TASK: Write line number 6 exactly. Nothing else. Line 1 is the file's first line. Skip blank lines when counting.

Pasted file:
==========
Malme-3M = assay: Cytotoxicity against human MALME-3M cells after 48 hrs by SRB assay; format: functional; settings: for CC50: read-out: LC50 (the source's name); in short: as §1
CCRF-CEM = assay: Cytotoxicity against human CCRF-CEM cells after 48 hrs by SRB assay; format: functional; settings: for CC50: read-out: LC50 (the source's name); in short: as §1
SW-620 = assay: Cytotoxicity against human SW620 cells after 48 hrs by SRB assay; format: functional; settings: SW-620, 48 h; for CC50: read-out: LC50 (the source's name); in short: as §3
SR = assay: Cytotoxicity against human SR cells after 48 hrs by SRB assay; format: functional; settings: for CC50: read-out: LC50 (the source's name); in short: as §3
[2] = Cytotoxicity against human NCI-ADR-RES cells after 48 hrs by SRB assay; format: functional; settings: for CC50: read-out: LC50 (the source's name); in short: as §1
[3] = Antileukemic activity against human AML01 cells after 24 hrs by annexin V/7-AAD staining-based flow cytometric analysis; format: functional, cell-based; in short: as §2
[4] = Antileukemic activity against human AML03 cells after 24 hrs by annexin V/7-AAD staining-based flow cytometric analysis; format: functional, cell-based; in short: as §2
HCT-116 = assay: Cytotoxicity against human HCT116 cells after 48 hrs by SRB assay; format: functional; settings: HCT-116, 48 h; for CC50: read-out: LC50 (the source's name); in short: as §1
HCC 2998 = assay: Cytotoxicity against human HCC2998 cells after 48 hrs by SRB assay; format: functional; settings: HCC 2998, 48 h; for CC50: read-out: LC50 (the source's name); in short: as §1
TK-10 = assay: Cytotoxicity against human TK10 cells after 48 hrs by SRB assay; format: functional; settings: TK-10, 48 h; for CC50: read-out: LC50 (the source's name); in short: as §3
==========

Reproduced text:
[3] = Antileukemic activity against human AML01 cells after 24 hrs by annexin V/7-AAD staining-based flow cytometric analysis; format: functional, cell-based; in short: as §2